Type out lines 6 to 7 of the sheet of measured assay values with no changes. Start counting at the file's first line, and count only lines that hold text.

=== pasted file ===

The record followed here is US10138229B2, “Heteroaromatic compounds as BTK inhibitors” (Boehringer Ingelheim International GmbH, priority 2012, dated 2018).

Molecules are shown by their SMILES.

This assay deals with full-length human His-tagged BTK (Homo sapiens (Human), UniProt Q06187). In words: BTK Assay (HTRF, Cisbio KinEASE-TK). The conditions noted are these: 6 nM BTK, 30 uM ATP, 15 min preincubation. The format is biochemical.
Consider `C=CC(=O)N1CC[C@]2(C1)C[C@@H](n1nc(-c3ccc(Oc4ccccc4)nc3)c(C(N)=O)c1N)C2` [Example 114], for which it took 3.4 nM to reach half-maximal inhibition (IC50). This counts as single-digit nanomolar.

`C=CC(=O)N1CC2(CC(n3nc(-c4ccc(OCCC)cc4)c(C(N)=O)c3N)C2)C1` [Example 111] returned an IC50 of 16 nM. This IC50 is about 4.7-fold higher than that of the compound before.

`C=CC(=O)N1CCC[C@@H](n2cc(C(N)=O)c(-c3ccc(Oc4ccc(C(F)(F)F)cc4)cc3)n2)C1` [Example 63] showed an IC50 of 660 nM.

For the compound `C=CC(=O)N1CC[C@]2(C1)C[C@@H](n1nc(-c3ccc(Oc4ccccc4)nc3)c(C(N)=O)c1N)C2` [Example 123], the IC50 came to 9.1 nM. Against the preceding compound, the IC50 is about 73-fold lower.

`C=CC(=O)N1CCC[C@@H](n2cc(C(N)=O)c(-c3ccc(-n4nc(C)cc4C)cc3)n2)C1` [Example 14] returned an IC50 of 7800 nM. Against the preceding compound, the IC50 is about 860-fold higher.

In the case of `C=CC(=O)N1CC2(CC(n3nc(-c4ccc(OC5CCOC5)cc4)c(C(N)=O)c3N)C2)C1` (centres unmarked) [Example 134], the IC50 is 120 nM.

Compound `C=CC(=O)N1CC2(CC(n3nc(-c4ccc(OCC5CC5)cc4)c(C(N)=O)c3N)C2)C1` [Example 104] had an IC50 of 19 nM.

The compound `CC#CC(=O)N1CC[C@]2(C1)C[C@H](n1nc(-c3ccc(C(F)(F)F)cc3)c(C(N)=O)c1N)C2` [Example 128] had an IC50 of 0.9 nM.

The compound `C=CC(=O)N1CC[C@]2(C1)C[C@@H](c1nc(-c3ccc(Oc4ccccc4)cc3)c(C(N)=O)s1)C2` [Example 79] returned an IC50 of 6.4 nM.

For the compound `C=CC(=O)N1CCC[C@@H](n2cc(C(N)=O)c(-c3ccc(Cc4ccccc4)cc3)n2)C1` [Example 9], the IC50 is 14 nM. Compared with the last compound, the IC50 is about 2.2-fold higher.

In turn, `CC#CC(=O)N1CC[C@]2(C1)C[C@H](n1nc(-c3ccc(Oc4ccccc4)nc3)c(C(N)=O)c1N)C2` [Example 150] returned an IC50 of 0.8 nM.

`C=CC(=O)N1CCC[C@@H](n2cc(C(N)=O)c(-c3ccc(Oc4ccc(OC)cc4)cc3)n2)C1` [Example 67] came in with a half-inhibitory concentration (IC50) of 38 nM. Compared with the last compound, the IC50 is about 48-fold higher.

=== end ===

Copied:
`C=CC(=O)N1CCC[C@@H](n2cc(C(N)=O)c(-c3ccc(Oc4ccc(C(F)(F)F)cc4)cc3)n2)C1` [Example 63] showed an IC50 of 660 nM.

For the compound `C=CC(=O)N1CC[C@]2(C1)C[C@@H](n1nc(-c3ccc(Oc4ccccc4)nc3)c(C(N)=O)c1N)C2` [Example 123], the IC50 came to 9.1 nM. Against the preceding compound, the IC50 is about 73-fold lower.